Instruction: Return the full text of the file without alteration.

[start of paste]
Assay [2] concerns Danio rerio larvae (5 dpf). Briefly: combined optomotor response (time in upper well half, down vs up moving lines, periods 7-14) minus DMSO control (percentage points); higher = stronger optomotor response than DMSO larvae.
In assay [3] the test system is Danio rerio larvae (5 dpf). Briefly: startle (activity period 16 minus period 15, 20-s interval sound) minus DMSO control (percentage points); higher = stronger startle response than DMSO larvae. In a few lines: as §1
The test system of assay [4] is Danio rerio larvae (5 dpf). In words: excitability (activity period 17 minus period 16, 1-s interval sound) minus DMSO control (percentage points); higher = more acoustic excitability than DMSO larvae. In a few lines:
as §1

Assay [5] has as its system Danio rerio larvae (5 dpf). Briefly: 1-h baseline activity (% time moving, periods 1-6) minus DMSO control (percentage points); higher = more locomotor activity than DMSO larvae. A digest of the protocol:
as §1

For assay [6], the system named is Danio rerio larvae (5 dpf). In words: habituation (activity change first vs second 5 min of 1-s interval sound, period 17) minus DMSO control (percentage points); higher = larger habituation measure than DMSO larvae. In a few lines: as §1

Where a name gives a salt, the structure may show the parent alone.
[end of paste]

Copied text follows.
Assay [2] concerns Danio rerio larvae (5 dpf). Briefly: combined optomotor response (time in upper well half, down vs up moving lines, periods 7-14) minus DMSO control (percentage points); higher = stronger optomotor response than DMSO larvae.
In assay [3] the test system is Danio rerio larvae (5 dpf). Briefly: startle (activity period 16 minus period 15, 20-s interval sound) minus DMSO control (percentage points); higher = stronger startle response than DMSO larvae. In a few lines: as §1
The test system of assay [4] is Danio rerio larvae (5 dpf). In words: excitability (activity period 17 minus period 16, 1-s interval sound) minus DMSO control (percentage points); higher = more acoustic excitability than DMSO larvae. In a few lines:
as §1

Assay [5] has as its system Danio rerio larvae (5 dpf). Briefly: 1-h baseline activity (% time moving, periods 1-6) minus DMSO control (percentage points); higher = more locomotor activity than DMSO larvae. A digest of the protocol:
as §1

For assay [6], the system named is Danio rerio larvae (5 dpf). In words: habituation (activity change first vs second 5 min of 1-s interval sound, period 17) minus DMSO control (percentage points); higher = larger habituation measure than DMSO larvae. In a few lines: as §1

Where a name gives a salt, the structure may show the parent alone.